Fortunately for all in Belleville things cooled off and the rain clouds stayed away the rest of the week. The weather might have been cool but in the days leading up to Friday night the rumor mill couldn't have been hotter. Will Tony Stewart fly in for Saturday? Will he race? Are Tracy Hines and defending Champ Bobby East going to have to fly in Saturday and start scratch because of their truck commitments? Is it true that the Lewis cars won't be in Belleville this year? Will this be the last year for Camp Fun? Will the Highbanks renew with USAC or decide to go it alone next year? I could go on and on but you get the picture.

       Friday arrived and so did a healthy field of 53 midgets with 45 of them actually taking qualifying laps. Hot laps produced a track with a fast groove that was about a car-width off the fence with the exception of the apex of the back straight. At that point on the racetrack the groove ran right up to the fence. Australian driver Glenn Revell, in his first trip to the Highbanks, learned the hard way that you have to be careful with just how strongly you flirt with the fence here.

     Revell clobbered the wall on the back stretch sending him into a series of end over end flips that teetered between going out of the ballpark and flipping down the banking of the track. Amazingly enough, the car did stay in the ballpark and came to rest in the upright position at the bottom of the entrance to turn three. After a careful extraction, during which he was conscious, Revel was taken to Republic County Hospital before being forwarded to Wichita by helicopter for further evaluation.

     Qualifications were complete at 9:00. Preliminary events, which were halted by just two yellow flags, were in the books by just past 10:00. That's not to say there wasn't some breathtaking racing during those events. Two time champ Darland had to drive his ass off after starting at the back of his heat race to win it. Similarly Davey Ray survived a hair-raising drive from the back of the fourth heat, which included a three-abreast battle for third, to eventually win it in the end. Darland and Ray then proceeded to have a torrid battle for second in the dash which ended up being the battle for the lead when race-long leader Danny Stratton lost power exiting turn four on the checkered flag lap. Ray took the checkered flag in the lead and Darland settled for second.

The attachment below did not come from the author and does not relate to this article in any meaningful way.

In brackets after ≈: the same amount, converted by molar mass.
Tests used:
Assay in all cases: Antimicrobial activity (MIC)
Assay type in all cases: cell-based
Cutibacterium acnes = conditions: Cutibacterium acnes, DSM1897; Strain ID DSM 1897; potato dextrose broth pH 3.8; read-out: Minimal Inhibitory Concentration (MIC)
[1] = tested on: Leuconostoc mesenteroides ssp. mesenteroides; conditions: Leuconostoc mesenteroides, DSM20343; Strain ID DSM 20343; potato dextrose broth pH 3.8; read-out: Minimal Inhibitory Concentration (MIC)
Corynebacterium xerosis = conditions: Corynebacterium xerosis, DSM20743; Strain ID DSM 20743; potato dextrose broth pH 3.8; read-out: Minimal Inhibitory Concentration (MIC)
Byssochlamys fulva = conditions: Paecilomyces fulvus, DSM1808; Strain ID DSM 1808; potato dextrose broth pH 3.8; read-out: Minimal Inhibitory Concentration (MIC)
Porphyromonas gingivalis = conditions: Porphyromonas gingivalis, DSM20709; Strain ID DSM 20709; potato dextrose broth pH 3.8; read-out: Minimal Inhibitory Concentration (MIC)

Twenty-five cars took the green flag in the 25 lap preliminary feature. The feature line-up included two of USAC's hottest drivers, Jay Drake and Josh Wise, who finished first and second respectively in the semi relegating themselves to a row 10 start. The green flag dropped at 11:10 and Darland promptly took over the lead. Green flag racing lasted until lap nine when the caution flew. Before the yellow Darland was stretching his lead over second place Jerry Coons Jr. but the veteran driver was audibly lifting entering turn one.

     When green flag racing resumed Coons did a better job of staying within striking distance of Darland and it appeared the leader was going to have to deal with a back-marker but the yellow flag flew again on lap seventeen which negated that possibility. With a clear track ahead of him Darland went on to lead the last eight laps finishing ahead of Coons with a five car-length advantage. The top six of Darland, Coons, Ray, Hines, Robby Flock, and Scott Hatton are locked into Saturday's 40 lap finale. PART II